As I left the Apple Store and walked up Greene Street, there were so many manhole covers and street grates that led to underground networks that keep the city working, all out of site (from electrical systems to sewage, from internet cables to water lines). There’s an entire ecosystem of tubes under the city, and the pneumatic tubes sat alongside these systems, all designed to be out of view. This placement served two purposes. First, it was practical, allowing the messages canisters to be sent throughout the city without interrupting life above the surface. Second, by being out of view, it allowed the imagination to create a mysticism around the system that could be totally disconnected from the physical reality of the pneumatic tubes. For example, in a newspaper cartoon that advocated for extending the system, it shows a clunky mail car stuck at a bridge crossing while a missile-shaped canister filled with mail shoots through a tube under the river. The cartoon contrasts these by saying “What We Have” next to the mail car, and “What We Ought To Have” next to the mail-missile.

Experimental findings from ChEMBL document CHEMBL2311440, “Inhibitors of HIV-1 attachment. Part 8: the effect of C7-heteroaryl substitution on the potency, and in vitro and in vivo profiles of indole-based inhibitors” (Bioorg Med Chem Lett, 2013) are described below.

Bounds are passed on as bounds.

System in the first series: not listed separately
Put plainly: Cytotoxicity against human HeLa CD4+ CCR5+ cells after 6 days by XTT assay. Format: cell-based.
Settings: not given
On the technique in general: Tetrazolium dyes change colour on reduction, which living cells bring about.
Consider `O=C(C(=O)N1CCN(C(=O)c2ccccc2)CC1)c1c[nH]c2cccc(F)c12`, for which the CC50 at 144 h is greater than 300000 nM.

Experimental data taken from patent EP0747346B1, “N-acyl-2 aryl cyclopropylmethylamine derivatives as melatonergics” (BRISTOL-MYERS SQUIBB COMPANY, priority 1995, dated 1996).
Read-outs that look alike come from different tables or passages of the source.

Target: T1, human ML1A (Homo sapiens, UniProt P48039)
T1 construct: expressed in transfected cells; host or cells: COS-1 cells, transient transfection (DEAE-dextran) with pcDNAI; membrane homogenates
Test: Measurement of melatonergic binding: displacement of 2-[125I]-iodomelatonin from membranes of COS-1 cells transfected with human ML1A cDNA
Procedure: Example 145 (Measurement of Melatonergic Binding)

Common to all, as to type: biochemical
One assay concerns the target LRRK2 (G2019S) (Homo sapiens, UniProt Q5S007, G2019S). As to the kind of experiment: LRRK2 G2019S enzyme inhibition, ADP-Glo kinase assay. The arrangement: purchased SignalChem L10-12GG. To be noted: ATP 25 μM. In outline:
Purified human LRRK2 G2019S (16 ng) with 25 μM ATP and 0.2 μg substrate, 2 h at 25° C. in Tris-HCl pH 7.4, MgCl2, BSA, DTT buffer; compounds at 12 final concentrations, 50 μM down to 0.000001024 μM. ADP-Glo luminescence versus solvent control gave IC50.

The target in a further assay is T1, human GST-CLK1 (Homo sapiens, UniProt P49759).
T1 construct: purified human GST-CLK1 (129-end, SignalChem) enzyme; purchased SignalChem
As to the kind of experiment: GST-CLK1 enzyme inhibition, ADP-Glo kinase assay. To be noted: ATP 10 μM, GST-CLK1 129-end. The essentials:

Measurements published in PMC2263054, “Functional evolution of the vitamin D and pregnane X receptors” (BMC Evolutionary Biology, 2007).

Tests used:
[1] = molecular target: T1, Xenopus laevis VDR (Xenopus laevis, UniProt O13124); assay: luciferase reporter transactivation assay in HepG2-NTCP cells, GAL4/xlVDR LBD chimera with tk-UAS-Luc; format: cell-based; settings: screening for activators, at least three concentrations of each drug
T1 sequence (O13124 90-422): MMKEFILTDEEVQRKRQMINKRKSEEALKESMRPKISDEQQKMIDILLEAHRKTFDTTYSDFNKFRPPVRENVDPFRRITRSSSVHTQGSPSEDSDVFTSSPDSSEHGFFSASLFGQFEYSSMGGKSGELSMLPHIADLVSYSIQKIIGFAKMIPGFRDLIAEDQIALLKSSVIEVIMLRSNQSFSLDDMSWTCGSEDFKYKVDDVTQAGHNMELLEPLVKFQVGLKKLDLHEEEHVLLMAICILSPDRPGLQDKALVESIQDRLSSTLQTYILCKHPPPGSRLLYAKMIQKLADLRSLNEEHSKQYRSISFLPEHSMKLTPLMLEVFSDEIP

Technologies for instant communication don’t eliminate our wait times; instead, they function to give the public a sense of technological advancement. We are drawn to the myth of ever-accelerating connection speeds that will allow us to connect instantly. This myth reveals our desire for tools that bridge the gap between us and those who are geographically separated from us. These tools give us hope that we can stay intimately connected with those who are far away. As people move away from families and loved ones, as they switch neighborhoods or states or countries, they seek tools that will help bridge that gap. Such promises of wait-free communication and connection are powerful and help create an investment in these technologies.
We are drawn to the myth of ever-accelerating connection speeds that will allow us to connect instantly. This myth reveals our desire for tools that bridge the intimacy gap.